A typical hotel’s pillow menu allows guests to choose from six types, from anti-snoring to down-alternative microfiber. “Our duvets and pillows are Fogarty. The super deluxe pillows are big and heavy and the duvets are top of the line,” Shariff says.
Between the sheets
While pillow menus and mattress cover get a lot of attention, sheets remain the first point of contact. Thread count, the quality of yarn, finish and colour each indicate the type of hotel. While few hotels go all the way to 300-thread count, the difference comes from pure cotton opposed to a cotton blend.
“At the top-end of the spectrum are those made of 100 per cent cotton. Our clients include properties from the Oberoi Group, the Taj Palace properties and the Leela group hotels,” says Charu Tewari general manager of Atmosphere, a bed-linen company. “We do not supply to hotels that do not use cotton since we only use pure, luxury organic American yarn.”
Housekeepers and procurement managers have numerous tests for examining a good bed sheet. One way is to hold up a sheet to the light — one with higher count will not allow light to shine through.
“Even in 300-thread count the quality of cotton can vary depending on whether it is combed or not, two ply or single ply. That would impact on the finish and the life of the product. We find many procurement managers looking into this. Hotels from the unorganised sector do not look at these factors,” says Deepak Prabhakar, director of Pro Linen, which is conducting trials with many hotels.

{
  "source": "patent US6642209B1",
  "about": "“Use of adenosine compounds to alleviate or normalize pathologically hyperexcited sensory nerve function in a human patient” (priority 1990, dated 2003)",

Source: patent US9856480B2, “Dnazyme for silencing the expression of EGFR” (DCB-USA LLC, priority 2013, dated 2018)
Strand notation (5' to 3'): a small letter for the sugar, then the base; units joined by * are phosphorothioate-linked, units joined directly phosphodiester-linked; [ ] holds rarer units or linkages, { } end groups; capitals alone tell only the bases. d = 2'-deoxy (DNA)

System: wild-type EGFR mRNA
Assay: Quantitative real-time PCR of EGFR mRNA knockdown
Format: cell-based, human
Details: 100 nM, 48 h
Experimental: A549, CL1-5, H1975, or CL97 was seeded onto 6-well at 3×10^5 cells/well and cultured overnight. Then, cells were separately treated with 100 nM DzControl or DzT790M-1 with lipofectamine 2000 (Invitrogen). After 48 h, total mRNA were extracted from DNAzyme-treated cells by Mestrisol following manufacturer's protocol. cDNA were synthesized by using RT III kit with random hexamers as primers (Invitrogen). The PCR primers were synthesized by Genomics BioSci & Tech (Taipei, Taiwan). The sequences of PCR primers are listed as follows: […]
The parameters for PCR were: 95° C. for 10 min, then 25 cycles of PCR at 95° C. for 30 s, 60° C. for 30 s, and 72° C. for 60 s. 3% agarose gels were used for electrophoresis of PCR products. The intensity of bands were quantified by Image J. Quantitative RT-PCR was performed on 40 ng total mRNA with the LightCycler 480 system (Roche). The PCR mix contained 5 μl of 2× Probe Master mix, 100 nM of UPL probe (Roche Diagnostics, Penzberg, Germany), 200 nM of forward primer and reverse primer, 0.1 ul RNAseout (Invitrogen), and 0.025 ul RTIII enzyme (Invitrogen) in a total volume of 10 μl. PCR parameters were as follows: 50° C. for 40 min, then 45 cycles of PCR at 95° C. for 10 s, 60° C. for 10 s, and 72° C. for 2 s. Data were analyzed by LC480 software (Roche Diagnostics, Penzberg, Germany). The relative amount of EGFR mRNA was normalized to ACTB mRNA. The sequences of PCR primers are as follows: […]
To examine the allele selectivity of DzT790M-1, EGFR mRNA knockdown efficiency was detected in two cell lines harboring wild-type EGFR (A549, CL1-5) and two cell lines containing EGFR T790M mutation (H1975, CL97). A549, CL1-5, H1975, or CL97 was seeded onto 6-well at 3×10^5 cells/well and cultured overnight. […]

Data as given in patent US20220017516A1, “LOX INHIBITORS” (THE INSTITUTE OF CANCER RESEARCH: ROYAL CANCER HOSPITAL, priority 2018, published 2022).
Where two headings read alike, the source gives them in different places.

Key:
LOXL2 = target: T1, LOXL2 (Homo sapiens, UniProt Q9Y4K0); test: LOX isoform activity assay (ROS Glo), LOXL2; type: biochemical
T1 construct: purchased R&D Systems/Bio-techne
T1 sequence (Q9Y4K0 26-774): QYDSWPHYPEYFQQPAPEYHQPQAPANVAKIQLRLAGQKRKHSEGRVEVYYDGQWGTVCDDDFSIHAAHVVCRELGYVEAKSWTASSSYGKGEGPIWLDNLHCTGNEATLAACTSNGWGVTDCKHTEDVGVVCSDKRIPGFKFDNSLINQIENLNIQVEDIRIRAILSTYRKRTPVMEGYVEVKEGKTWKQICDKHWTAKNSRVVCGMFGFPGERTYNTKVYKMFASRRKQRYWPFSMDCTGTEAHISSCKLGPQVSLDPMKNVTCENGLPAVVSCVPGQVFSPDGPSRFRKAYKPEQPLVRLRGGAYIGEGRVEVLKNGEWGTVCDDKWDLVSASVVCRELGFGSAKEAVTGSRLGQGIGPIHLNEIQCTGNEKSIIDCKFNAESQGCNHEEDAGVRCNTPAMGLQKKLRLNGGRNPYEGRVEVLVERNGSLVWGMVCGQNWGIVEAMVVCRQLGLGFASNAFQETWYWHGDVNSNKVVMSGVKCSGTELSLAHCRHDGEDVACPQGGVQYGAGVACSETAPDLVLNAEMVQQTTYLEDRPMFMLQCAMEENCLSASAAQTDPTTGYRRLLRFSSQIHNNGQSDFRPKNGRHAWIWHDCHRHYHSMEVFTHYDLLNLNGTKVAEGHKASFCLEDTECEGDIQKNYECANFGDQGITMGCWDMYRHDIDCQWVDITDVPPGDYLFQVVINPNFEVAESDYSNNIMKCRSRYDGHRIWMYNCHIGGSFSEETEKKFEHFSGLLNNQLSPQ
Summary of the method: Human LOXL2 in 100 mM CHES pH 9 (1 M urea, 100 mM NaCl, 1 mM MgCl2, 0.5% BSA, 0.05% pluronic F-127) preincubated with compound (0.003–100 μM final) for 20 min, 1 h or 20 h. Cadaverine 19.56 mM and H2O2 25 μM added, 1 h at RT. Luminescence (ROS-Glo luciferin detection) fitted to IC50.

Most upscale hotels go with polyester and cotton blends, which are easier to maintain, while maintaining a particular thread count. “For hotels, percale is better since it is easier to maintain — it looks beautiful even after hundreds of washes. Sateen is great for gifting and many of our retail consumers prefer it since it looks glossier. Percale gives you elegance over a long period,” says Tiwari.
While hotels are picky about mattresses and customise them, when it comes to sheet colours, white is the uniform choice. Tiwari says that white wins because it seems hygienic, clean and crisp. Her clients pick up shades such as cream, pearl, snowflake or ivory.
“Many hotels like textures – slim vertical lines, horizontal lines, self-embossed motifs. Pintucks are also very popular in the luxury segment,” she says.